4 Answers 4


What you're describing is a more complex, multi-tiered version of a federation.

Federations are effectively a collective of states that hand over some of their powers to a central body for the collective good. In Australia for instance, states can't raise a military as that is seen as the responsibility of the Federal government, but the Federal Government has its powers over the state limited to a set number of areas as defined in the Australian Constitution.

In the USA, the states seem to have more power than they do in Australia but in essence the same rule applies; states give over some of their power to a central authority that is there to provide for the common good of the states.

In your model, there are a number of other entity types, which sit between the states and federal authority whereas in Australia (and the USA) the third tier of government sits below the state at the local government or municipal level. That said, studying up on various federal government designs across the world would be where I would start my research into this.

As a special note on the EU; the EU may one day become a federal government for many European 'states' but at present that is not strictly the case. The recent political discussions over there about not being reliant on the USA for defence and building their own collective military capabilities / organisation is however a reasonable starting place for it one day becoming a federal government in its own right, however. Time will one day tell.

Another case you might want to look at is the UK, where you have England, Wales, Scotland and Northern Ireland all under a single rule, but with each 'nation' still having a some measure of their own self-determination.

Ultimately, what you suggest is entirely possible, and really only requires you shifting the dial of power within a federation back towards the states for this model to become a reality.


super-national organizations that can tell nations what they can and cannot do to a certain extent, but I still want total national sovereignty to exist.

I'm afraid that it's blatant self-contradicton. Full-blown national sovereignty means that a nation in any moment can say "F*ck you all, I'll do what I want". Even if it means breaking international laws/agreements or performing acts of genocide.

The best that you can get, while keeping national sovereighty intact, is some form of gentlemen agreement between all states involved. "I promise that I will try my best to follow the rules of our multinational organisation, but such behaviour will be completely voluntary". And of course, membership will be voluntary too. But such "gentlemen club" is anything but the world government, even if all countries in the world are its members.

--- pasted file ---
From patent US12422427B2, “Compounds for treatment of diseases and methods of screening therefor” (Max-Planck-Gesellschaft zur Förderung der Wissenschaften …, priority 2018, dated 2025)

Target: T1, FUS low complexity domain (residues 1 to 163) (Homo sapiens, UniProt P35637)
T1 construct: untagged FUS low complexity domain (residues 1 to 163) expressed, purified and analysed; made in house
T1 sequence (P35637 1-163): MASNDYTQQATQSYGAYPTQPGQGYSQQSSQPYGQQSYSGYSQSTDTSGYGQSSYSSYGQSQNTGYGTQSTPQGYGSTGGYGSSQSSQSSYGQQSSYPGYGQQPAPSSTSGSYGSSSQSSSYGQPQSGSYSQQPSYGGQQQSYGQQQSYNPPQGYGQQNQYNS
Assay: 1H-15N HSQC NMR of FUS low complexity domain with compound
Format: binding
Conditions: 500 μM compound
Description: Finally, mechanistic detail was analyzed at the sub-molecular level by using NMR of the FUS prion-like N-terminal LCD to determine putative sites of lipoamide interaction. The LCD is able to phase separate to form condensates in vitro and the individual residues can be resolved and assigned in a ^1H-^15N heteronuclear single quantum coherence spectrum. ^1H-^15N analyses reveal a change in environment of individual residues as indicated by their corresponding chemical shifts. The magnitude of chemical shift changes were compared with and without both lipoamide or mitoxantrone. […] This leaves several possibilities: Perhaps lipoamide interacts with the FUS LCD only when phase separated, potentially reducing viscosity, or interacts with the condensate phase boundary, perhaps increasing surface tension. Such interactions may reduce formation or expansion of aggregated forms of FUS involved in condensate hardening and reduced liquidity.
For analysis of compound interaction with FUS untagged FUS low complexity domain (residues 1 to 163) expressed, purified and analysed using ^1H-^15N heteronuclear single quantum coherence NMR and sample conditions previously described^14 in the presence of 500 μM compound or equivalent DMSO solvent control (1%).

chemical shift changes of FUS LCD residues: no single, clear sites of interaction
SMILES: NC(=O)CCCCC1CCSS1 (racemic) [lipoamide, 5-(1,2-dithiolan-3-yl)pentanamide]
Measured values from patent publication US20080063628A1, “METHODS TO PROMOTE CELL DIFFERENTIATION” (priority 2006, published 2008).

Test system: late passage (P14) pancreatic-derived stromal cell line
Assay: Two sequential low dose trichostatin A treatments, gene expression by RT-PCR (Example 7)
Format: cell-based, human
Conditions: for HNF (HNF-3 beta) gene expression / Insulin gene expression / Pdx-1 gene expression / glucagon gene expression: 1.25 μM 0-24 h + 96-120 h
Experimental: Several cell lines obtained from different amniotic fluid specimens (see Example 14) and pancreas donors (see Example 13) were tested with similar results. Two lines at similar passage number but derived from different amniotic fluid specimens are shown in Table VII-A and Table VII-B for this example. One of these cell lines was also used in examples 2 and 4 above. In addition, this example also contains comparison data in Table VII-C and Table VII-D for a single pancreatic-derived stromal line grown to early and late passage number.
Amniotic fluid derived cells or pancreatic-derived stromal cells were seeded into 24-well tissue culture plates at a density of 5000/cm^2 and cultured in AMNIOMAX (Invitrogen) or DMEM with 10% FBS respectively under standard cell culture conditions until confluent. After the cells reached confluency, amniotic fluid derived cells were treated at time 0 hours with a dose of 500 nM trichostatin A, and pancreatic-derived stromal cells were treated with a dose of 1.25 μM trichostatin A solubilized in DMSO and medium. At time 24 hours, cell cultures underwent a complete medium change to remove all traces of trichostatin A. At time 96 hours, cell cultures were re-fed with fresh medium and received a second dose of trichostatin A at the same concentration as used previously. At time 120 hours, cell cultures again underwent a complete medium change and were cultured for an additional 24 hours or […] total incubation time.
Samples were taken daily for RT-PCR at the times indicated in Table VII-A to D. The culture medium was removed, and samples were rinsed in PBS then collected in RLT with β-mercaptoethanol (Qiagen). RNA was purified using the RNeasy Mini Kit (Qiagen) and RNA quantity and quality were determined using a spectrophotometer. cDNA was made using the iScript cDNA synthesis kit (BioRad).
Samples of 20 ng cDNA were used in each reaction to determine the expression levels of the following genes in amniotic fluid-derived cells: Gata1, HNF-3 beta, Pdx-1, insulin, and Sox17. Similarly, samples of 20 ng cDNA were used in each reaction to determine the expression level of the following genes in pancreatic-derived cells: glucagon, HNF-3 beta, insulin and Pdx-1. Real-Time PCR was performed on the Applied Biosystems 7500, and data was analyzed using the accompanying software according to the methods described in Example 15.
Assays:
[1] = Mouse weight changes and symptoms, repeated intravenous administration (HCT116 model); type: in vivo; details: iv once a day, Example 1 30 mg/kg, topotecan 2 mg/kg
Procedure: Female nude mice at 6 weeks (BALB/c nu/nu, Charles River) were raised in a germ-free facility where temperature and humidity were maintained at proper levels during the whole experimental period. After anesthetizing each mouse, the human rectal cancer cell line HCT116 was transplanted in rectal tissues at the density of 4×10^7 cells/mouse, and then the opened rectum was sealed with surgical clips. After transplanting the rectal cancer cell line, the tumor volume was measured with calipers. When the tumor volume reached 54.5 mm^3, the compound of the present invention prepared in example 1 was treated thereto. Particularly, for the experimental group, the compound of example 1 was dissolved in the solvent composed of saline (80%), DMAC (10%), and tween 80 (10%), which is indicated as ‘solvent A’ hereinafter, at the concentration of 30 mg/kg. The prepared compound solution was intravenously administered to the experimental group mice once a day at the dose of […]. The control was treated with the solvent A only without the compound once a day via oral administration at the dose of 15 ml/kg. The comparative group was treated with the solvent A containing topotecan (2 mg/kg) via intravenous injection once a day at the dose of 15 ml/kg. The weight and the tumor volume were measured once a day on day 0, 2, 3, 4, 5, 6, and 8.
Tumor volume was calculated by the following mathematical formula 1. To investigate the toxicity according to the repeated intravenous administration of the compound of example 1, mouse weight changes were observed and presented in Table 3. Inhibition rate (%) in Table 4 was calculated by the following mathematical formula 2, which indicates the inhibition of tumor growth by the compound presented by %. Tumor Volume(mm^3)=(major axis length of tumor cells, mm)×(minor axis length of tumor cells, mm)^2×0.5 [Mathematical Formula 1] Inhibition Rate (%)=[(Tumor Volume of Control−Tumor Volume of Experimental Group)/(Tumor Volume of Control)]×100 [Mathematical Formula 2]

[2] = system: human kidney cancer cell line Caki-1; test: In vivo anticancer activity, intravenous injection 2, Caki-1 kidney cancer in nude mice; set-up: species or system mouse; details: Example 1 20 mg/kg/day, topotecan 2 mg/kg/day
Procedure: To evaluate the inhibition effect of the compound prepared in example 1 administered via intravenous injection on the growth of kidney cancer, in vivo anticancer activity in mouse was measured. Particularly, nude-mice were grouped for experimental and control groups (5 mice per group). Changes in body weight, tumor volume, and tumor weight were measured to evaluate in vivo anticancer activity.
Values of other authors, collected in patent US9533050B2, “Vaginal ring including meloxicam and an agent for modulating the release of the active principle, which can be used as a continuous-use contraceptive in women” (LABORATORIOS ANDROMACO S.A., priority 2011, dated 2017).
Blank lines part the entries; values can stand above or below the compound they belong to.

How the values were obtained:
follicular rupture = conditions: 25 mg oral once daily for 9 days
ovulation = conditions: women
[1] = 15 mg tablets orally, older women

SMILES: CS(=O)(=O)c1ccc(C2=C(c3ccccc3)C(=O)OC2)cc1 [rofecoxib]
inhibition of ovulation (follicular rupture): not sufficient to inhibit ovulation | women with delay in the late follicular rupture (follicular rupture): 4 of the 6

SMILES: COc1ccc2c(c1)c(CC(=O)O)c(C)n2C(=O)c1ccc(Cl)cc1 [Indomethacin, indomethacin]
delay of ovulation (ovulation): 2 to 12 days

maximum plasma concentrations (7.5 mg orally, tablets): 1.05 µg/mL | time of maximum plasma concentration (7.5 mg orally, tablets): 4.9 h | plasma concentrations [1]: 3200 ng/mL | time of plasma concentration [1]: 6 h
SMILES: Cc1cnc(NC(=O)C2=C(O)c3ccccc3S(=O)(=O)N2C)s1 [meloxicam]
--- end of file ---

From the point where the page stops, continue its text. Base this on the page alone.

I think your best option would be to have a semi-feudal system, kind of like what the Earth Kingdom does in Avatar: The Last Airbender. Make it so that the federal government controls things like the operation of the military and allocation of resources, but the states or whatever this universe's version of states are control everything else. For example, the federal government controls what to DO with troops, but each state is responsible for raising its own army that is subordinate to the federal government. I'm not suggesting you recycle this point-for-point, but incorporating elements of it could prove useful in your scenario. If you're still confused, check out this video on the topic. The guy explains it very well and I highly recommend it: https://www.youtube.com/watch?v=I-FNPuIM9jg

  • $\begingroup$ That system wasn't invented by A:TLA. It's the system armies were organized throughout the middle ages. When a king wanted to wage war, he told the lesser nobles to raise armies. It's called feudalism. $\endgroup$
    – Philipp
    Sep 4, 2018 at 12:00
  • $\begingroup$ @Philipp I never said they INVENTED it, I was just using it as an example. $\endgroup$ Sep 4, 2018 at 12:06

I think it would be better to make tiers of government, not nations, more like in the way that the US works. You have a federal government, multiple tiers of councils, and then the local governments. That way you make it clear that if any country secedes, the full weight of the nation will come crashing down upon it.

That also makes governing easier- all local governments (nations) can make their own rules, but anything anyone higher up says becomes law. Then you have less levels of redundant laws. Instead of everyone having laws about pollution, they have a page that says "See your local orbital council for other regulations imposed by the state" or they have a law that says "Regulations for pollution imposed by this country are x times as harsh as the statements outlined in orbital council rule 134432b. This rule allows local government rules to be equal to or harsher than this rule".

Wow, I meant this as a comment but I passed the length limit by 301 characters.